Friday, November 2, 2012

One month until Christmas...concert!

The Medicine Hat College Conservatory of Music and Dance is proud to present this year's annual Choral Christmas Concert!  The MHC Children's Choir, Girls' Choir, and Adult Choir will be featured in this upcoming concert.  We are also proud to be accompanied by the MHC Academy Orchestra in presenting Camille Saint-Saëns' Christmas Oratorio. Read on to learn a bit more about the Academy Orchestra's and Adult Choir's upcoming performance. 

Born in Paris, France and best known for his composition Carnvial of the Animals, Saint-Saëns quickly learned music theory, piano, several languages, math, and various other academic subjects.  After his intelligences were discovered, his teachers were quick to help nurture his abilities.  Saint-Saëns soon became friends with many other composers such as Liszt and Fauré. In addition to his many natural abilities, Saint-Saëns supposedly also had perfect pitch!

What is perfect pitch? The best way to explain this gift is to imagine how fresh (or un-fresh) your brain is in the morning.  If you were asked to sing or identify a 'G' right after waking up, most people would not be able to produce the correct answer.  However, a select few are able to do this without any trouble.  Identifying or producing a pitch is as natural and easy as identify or producing a commonly spoken English word.  It is important to consider this talent in light of the morning because many people have something called relative pitch.  Relative pitch means that once you know that you have successfully identified a note, you are able to successfully identify every note you hear afterwards.  This means that at any point during the day you can relate the pitch you already know to the pitch you are hearing and you are then able to identify it.  When you wake up in the morning however, you have nothing to refer to thus making it impossible to identify a pitch without a prior reference point.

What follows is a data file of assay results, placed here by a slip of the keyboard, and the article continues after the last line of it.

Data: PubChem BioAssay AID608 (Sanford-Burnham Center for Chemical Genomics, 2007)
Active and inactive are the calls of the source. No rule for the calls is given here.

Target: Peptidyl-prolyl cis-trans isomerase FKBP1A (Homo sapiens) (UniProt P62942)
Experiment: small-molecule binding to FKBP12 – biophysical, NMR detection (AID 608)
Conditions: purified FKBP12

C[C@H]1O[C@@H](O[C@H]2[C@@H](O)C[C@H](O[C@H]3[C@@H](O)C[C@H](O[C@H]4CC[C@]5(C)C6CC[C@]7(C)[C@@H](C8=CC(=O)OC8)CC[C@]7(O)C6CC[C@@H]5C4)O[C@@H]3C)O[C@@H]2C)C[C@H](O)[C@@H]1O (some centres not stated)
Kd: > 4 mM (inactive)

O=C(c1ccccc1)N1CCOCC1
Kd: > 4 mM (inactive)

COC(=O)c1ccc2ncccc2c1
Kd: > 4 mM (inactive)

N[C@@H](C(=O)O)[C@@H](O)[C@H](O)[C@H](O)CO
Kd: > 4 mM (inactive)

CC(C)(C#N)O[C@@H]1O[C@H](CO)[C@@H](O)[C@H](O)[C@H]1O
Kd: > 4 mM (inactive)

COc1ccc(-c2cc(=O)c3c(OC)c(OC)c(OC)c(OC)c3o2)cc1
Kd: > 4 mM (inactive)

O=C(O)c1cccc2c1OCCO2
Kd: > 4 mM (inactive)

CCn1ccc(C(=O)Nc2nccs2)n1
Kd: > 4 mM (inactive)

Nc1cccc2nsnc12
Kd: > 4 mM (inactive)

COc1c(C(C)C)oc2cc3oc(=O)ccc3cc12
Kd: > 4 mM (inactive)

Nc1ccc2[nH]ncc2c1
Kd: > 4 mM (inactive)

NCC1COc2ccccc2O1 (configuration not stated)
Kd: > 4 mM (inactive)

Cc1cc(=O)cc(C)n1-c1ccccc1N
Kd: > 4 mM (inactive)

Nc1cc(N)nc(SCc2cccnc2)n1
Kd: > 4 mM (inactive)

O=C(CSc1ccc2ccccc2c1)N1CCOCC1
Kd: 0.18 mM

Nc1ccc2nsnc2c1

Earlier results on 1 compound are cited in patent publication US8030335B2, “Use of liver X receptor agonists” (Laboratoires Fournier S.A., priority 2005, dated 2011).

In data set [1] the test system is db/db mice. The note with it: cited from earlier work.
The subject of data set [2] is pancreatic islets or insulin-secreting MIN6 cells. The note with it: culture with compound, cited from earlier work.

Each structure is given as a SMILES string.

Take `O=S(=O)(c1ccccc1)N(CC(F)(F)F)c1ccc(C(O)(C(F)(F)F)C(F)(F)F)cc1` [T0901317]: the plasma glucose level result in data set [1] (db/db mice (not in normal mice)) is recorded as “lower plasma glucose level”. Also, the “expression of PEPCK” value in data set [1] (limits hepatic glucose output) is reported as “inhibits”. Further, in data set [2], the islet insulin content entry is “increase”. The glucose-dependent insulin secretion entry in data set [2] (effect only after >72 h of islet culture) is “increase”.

Saint-Saëns is rumored to write his Oratorio de Noël, or Christmas Oratorio in less than ten days in order to meet pressures from his employer.  It includes a small string orchestra, organ, harp, soloists, and choir.  Because there are no harp players who live in Medicine Hat, we will substitute some sort of keyboard instrument for the harp.  Also, in order to allow the choir (and audiences) maximal enjoyment, the majority of the solo, duet, and trio parts will be sung by the entire choir.  Saint-Saëns modeled several movements after the most famous (even at his time) Johann Sebastian Bach, including the initial Prelude and movements echoing the same theme.  Written in 6/8 time, these 'pastoral' movements are reminiscent of shepherds in their fields who played instruments like flutes and recorders while tending their sheep.

Perhaps the most famous movement of Saint-Saëns' Christmas Oratorio is the last movement.  Familiar to most choral music fans, it is a strong, triumphant, and fitting end to the joyous re-telling of the Christmas story.

We look forward to you joining us at this joyous concert!  Join us on Sunday, December 2 at 3pm at Fifth Avenue Memorial United Church to hear some glorious music!

Merry Christmas!